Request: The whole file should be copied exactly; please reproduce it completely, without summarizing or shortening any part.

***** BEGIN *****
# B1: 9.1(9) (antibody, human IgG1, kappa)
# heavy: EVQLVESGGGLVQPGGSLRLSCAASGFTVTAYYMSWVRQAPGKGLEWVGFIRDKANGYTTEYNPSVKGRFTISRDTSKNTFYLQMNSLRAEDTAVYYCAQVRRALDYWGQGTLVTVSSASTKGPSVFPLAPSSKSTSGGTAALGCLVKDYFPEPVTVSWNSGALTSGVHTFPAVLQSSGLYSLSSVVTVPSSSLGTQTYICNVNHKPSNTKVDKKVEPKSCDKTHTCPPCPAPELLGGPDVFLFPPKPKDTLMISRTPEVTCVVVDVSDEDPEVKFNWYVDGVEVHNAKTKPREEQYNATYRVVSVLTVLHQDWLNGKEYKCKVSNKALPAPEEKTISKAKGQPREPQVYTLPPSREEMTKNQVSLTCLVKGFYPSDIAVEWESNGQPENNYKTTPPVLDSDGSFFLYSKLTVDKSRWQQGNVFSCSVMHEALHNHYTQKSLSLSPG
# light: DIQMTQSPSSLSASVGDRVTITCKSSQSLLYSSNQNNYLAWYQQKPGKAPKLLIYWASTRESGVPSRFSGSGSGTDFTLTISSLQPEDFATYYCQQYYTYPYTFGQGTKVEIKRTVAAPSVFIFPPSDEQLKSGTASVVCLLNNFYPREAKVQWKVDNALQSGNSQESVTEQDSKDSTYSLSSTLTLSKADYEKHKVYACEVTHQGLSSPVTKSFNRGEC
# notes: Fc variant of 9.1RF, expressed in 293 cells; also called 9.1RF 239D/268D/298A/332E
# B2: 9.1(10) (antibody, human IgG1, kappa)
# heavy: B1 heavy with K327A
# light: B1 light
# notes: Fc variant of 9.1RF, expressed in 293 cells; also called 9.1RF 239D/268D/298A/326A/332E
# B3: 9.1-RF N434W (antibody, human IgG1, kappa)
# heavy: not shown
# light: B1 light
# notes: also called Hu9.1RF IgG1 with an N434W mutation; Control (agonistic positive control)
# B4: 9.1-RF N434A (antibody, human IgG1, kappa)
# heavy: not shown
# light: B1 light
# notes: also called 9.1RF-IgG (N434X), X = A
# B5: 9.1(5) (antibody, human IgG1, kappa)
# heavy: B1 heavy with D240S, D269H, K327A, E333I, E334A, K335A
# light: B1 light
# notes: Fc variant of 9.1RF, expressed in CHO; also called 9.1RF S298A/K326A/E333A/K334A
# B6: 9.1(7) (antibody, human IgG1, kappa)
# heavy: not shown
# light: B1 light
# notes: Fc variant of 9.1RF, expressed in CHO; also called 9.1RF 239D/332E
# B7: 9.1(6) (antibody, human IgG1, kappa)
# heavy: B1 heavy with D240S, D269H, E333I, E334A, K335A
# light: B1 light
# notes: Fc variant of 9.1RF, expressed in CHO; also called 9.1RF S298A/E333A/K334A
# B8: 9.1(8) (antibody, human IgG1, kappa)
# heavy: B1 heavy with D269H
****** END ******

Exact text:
# B1: 9.1(9) (antibody, human IgG1, kappa)
# heavy: EVQLVESGGGLVQPGGSLRLSCAASGFTVTAYYMSWVRQAPGKGLEWVGFIRDKANGYTTEYNPSVKGRFTISRDTSKNTFYLQMNSLRAEDTAVYYCAQVRRALDYWGQGTLVTVSSASTKGPSVFPLAPSSKSTSGGTAALGCLVKDYFPEPVTVSWNSGALTSGVHTFPAVLQSSGLYSLSSVVTVPSSSLGTQTYICNVNHKPSNTKVDKKVEPKSCDKTHTCPPCPAPELLGGPDVFLFPPKPKDTLMISRTPEVTCVVVDVSDEDPEVKFNWYVDGVEVHNAKTKPREEQYNATYRVVSVLTVLHQDWLNGKEYKCKVSNKALPAPEEKTISKAKGQPREPQVYTLPPSREEMTKNQVSLTCLVKGFYPSDIAVEWESNGQPENNYKTTPPVLDSDGSFFLYSKLTVDKSRWQQGNVFSCSVMHEALHNHYTQKSLSLSPG
# light: DIQMTQSPSSLSASVGDRVTITCKSSQSLLYSSNQNNYLAWYQQKPGKAPKLLIYWASTRESGVPSRFSGSGSGTDFTLTISSLQPEDFATYYCQQYYTYPYTFGQGTKVEIKRTVAAPSVFIFPPSDEQLKSGTASVVCLLNNFYPREAKVQWKVDNALQSGNSQESVTEQDSKDSTYSLSSTLTLSKADYEKHKVYACEVTHQGLSSPVTKSFNRGEC
# notes: Fc variant of 9.1RF, expressed in 293 cells; also called 9.1RF 239D/268D/298A/332E
# B2: 9.1(10) (antibody, human IgG1, kappa)
# heavy: B1 heavy with K327A
# light: B1 light
# notes: Fc variant of 9.1RF, expressed in 293 cells; also called 9.1RF 239D/268D/298A/326A/332E
# B3: 9.1-RF N434W (antibody, human IgG1, kappa)
# heavy: not shown
# light: B1 light
# notes: also called Hu9.1RF IgG1 with an N434W mutation; Control (agonistic positive control)
# B4: 9.1-RF N434A (antibody, human IgG1, kappa)
# heavy: not shown
# light: B1 light
# notes: also called 9.1RF-IgG (N434X), X = A
# B5: 9.1(5) (antibody, human IgG1, kappa)
# heavy: B1 heavy with D240S, D269H, K327A, E333I, E334A, K335A
# light: B1 light
# notes: Fc variant of 9.1RF, expressed in CHO; also called 9.1RF S298A/K326A/E333A/K334A
# B6: 9.1(7) (antibody, human IgG1, kappa)
# heavy: not shown
# light: B1 light
# notes: Fc variant of 9.1RF, expressed in CHO; also called 9.1RF 239D/332E
# B7: 9.1(6) (antibody, human IgG1, kappa)
# heavy: B1 heavy with D240S, D269H, E333I, E334A, K335A
# light: B1 light
# notes: Fc variant of 9.1RF, expressed in CHO; also called 9.1RF S298A/E333A/K334A
# B8: 9.1(8) (antibody, human IgG1, kappa)
# heavy: B1 heavy with D269H